| Carroll Ballard’s The Black Stallion, which was based on the first book in Walter Farley’s extensive series, is one of the all-time great children’s films, a term that is too often used pejoratively against films that are considered immature, simplistic, or vulgar. The Black Stallion is none of those things; quite to the contrary, it is magnificent, beautiful, and deep without being fashionably complex. It is a storybook movie, a contemporary fairy tale of sorts, and describing it as a “children’s film” refers to the simple, beautiful fact that it is told directly from the point of view of a child and, in that way, will naturally speak to children, but without excluding those adults who still remember what it was like to be a child and how to see the world through a child’s eyes—as difficult an artistic feat as I can imagine.|
The child in question is freckled 11-year-old Alec Ramsey (Kelly Reno), who we first meet on an Irish steamer in the ocean north of Africa in 1946. He is there with his father (Hoyt Axton), a large, gregarious man who is most at home telling tall tales and gambling with the ship’s exotic mix of wealthy foreigners. We get the sense that he loves his son but isn’t necessarily a great father, and we never know why he and Alec are on this ship so far from America (in the book Alec is returning from India where he was visiting his uncle). Because his father is often occupied, Alex is left to his own devices, and he roams the ship’s decks, discovering one day the magnificent-horrible sight of a beautiful, powerful black Arabian stallion being corralled by a group of men with ropes and shut into a stall. Alec is terrified and fascinated by the sight, and he returns later to offer the horse some sugar cubes.
But then disaster strikes, and the ship is caught in a storm and catches on fire and sinks. The intense, hectic nature of the ship disaster is a perfect example of how The Black Stallion speaks through the eyes of a child, in this case a frightened young boy trapped in confusion and panic. Everything is fire and smoke and crashing water, screams and pandemonium, exactly as a child would perceive it. Ballard and editor Robert Dalva (Captain America: The First Avenger) cut the scene for maximum intensity, with just the right attention paid to time and space while also conveying complete breakdown. Alec loses his father in the melee, is washed overboard, and watches the ship sink into the ocean (again, the lack of any other people in the water attests to the film’s specific point of view). Also in the water with him is the stallion, whose dangling ropes Alex grabs in desperation.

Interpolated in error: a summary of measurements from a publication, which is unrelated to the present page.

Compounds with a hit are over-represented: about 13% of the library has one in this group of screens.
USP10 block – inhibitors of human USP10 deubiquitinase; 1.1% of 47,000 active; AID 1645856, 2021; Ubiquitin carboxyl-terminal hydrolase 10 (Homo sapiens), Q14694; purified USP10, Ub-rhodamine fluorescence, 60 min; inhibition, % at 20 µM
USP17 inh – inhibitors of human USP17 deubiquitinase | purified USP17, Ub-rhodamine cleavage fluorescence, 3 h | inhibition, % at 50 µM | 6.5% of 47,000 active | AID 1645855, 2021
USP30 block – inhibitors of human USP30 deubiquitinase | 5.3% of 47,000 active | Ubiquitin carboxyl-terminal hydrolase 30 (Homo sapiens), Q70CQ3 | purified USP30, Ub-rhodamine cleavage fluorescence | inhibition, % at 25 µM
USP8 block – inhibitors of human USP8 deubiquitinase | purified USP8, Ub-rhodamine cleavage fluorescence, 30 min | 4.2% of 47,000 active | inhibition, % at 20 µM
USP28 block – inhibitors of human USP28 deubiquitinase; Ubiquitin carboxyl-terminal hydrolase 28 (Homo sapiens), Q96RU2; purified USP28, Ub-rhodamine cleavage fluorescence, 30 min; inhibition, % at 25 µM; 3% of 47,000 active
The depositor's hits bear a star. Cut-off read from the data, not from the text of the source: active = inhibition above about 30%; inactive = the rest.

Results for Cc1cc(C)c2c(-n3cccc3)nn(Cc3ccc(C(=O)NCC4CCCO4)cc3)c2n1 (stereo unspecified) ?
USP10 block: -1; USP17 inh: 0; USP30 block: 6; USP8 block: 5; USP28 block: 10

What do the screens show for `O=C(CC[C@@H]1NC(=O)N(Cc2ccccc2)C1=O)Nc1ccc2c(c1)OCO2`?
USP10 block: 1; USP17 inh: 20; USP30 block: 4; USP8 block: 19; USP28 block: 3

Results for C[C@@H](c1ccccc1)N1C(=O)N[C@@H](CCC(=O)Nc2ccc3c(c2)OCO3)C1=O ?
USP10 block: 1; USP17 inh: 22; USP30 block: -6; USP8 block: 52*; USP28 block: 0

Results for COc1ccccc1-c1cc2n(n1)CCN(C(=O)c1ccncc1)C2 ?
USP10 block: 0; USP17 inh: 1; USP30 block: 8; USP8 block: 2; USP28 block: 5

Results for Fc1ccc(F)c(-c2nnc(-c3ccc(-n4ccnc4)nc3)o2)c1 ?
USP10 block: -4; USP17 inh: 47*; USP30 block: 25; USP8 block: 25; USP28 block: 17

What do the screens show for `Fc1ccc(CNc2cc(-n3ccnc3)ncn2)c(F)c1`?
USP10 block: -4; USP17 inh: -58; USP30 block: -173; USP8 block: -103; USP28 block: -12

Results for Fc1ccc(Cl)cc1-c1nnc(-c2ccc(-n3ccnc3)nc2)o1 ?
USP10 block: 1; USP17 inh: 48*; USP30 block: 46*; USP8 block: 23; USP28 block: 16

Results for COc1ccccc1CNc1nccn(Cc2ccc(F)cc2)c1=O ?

That morning he awakens on the beach of a rocky, deserted island. The stallion is there, too, and for the next half hour Ballard and cinematographer Caleb Deschanel (The Natural) orchestrate a beautiful, moving, almost completely wordless symphony of images and emotions as Alec and the stallion, who he names Black, cope with the fear and loneliness of their isolation—first alone, and then gradually together. The long take on the beach in which they first come into physical contact as Alex offers the stallion a piece of seaweed and they perform a lovely dance of timidity and curiosity, each on the opposite side of the frame, moving closer, backing up, moving closer until finally connecting, is one of the greatest moments of pure cinema ever recorded. So, too, is the sequence in which Black allows Alec to climb onto his back (which we see entirely underwater as they walk together in the shallows of the surf) and they race across the pristine beach, a moment of breathless exuberance and complete submission to the power of the moment.